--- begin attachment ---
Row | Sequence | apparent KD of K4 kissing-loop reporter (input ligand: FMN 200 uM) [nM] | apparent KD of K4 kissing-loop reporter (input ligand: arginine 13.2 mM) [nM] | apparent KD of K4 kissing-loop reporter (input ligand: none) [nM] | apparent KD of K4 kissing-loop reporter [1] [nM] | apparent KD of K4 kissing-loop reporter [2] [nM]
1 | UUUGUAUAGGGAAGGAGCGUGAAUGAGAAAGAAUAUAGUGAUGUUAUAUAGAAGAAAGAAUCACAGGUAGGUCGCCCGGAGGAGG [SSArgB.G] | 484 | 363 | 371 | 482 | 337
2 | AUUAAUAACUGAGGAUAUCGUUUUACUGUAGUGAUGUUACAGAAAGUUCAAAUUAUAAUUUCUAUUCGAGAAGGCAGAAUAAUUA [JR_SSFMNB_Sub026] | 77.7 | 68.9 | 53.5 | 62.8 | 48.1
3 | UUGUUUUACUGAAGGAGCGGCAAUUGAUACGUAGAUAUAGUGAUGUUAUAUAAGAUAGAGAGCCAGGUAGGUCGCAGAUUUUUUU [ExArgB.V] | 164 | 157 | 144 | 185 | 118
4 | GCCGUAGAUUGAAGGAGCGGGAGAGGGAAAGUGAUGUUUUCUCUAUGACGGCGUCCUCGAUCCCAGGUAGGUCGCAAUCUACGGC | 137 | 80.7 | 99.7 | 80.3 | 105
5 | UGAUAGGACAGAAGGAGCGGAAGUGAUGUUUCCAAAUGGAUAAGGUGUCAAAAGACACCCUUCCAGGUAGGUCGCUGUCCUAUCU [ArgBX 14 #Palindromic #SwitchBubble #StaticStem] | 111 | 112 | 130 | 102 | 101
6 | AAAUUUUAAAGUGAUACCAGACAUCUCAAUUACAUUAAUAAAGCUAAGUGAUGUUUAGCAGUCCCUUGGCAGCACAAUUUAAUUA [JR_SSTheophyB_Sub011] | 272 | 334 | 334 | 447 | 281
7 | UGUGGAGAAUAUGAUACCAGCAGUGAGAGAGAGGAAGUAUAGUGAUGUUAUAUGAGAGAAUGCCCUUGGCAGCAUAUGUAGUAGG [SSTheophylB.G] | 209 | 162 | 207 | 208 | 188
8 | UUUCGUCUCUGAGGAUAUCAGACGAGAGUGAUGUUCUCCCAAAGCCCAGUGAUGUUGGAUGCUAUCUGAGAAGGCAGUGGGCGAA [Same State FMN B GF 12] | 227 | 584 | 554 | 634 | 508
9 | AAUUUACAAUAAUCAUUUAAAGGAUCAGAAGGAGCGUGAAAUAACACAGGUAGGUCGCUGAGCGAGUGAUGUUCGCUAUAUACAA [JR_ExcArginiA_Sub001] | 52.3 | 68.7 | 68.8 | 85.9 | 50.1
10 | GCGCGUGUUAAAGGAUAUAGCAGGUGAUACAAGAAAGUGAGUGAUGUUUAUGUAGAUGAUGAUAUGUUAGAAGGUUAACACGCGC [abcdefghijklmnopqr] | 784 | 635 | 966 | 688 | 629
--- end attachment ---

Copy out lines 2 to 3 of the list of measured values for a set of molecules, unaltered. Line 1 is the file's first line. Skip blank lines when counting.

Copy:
1 | UUUGUAUAGGGAAGGAGCGUGAAUGAGAAAGAAUAUAGUGAUGUUAUAUAGAAGAAAGAAUCACAGGUAGGUCGCCCGGAGGAGG [SSArgB.G] | 484 | 363 | 371 | 482 | 337
2 | AUUAAUAACUGAGGAUAUCGUUUUACUGUAGUGAUGUUACAGAAAGUUCAAAUUAUAAUUUCUAUUCGAGAAGGCAGAAUAAUUA [JR_SSFMNB_Sub026] | 77.7 | 68.9 | 53.5 | 62.8 | 48.1